Effective Social Security disability hearing testimony

We tell Riverside County and San Bernardino County California Social Security disability claimants that the success of their case may depend largely on how good a job their disability attorney does in eliciting critical facts during their disability hearing. The details about how your impairment affects your daily activities are very important. Delving into these details can make the difference between a denial and an award of benefits.

Let’s illustrate with a specific example. Suppose a claimant does not qualify for disability benefits based on the medical evidence alone (i.e., her impairment does not meet or equal a Listing). But considering her age, education, and past experience, she will be disabled under Social Security disability rules if she can prove that she cannot do any more than sedentary work, an easy sit down job.

At her hearing the ALJ asks the claimant about her activities. The claimant testifies that she can wash dishes, do laundry, vacuum and sweep the floor, prepare meals, take walks, go shopping, attend medical appointments, mow and water the lawn, visit relatives, go on family outings, and perform minor household maintenance. At this point, it looks like the claimant might lose the case because she can do too much. ALJs routinely use a claimant’s activities of daily living as the primary basis for finding a claimant is not disabled.

But, in order to be capable of holding even a sedentary job, the claimant must be capable of sustained work on a regular and continuing basis. A regular and continuing basis generally means eight hours a day, five days a week. Therefore, to win the case, the claimant’s disability lawyer must elicit testimony establishing that the claimant cannot sustain any of these activities for a full work week.

Suppose the claimant walks one to one and a half miles twice weekly. She and her disability attorney should never try to hide that fact. But they may be able to truthfully explain why this activity does not prove she can work by exploring the details. Perhaps the walk is prescribed rehabilitative therapy, and she is able to walk only 10 minutes at a time before she must sit to rest; after resting 15 minutes, she can walk another 10 minutes.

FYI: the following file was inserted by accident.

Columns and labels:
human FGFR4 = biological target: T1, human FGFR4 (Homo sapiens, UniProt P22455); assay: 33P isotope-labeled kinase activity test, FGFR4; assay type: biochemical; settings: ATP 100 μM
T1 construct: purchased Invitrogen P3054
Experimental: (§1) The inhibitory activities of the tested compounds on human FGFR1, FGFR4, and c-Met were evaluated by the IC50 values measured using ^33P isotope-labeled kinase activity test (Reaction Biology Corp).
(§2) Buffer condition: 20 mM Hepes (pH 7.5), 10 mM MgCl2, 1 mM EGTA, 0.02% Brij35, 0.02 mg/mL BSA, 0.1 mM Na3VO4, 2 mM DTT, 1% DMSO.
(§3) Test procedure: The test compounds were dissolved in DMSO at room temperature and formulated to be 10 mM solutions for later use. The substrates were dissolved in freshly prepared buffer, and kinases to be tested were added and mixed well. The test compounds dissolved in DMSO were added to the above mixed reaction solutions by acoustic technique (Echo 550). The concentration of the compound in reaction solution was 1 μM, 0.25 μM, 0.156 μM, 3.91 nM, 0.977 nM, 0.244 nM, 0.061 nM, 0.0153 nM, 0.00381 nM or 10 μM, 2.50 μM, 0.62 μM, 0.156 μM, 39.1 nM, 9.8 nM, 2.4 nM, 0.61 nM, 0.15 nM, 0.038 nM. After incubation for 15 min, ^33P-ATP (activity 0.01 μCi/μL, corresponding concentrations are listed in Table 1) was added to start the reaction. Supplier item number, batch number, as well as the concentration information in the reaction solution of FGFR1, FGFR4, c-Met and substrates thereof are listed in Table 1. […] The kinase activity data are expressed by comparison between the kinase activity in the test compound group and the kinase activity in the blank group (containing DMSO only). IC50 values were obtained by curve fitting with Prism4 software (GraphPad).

Additional testimony might establish things such as the following:

  • That what the claimant means when she states she “does the dishes” is that she loads them into an automatic dishwasher; that this takes less than 5 minutes; and she does it twice weekly.
  • That the claimant is able to do laundry only by having her spouse carry the laundry basket to the laundry room where the claimant then loads the washing machine and dryer a few pieces of clothing at a time.
  • That the claimant can sweep the floor once weekly for five minutes, and then she must lie down for an hour.
  • That the claimant can vacuum one small room only once weekly because doing so takes 10 minutes and results in the claimant being bedridden from pain and fatigue afterwards.
  • That “preparing meals” is a less than two minute activity of retrieving items from the freezer and placing them in a microwave oven.
  • That shopping is done using an electric cart and a spouse or friend who takes the items from the shelves, places them in the shopping cart, and later loads and unloads the grocery bags from the car.
  • That the minor household maintenance done consists of such things as changing light bulbs once or twice a year, fixing a leaking faucet, or perhaps even repainting a room—activities that require minimal sustained exertion and that may even aggravate the claimant’s symptoms.

Once the claimant’s disability attorney has elicited the critical facts about the claimant’s ability to sustain activities (whatever they may be), these may show that her activities are well within the limits of what she can do and still be eligible for Social Security disability benefits.

Assistance available

Skillful representation at your Social Security disability hearing is essential. If you are not already represented by a Social Security disability attorney and want our evaluation of your case, give us a brief description of your claim using the form to the right. Or you may contact us at:

Gilbert & Bourke, LLP
Palm Springs Social Security disability attorneys

E-mail us
Phone: 760-327-1285
Fax: 760-327-1160

225 South Civic Drive, Suite 213
Palm Springs, California 92262

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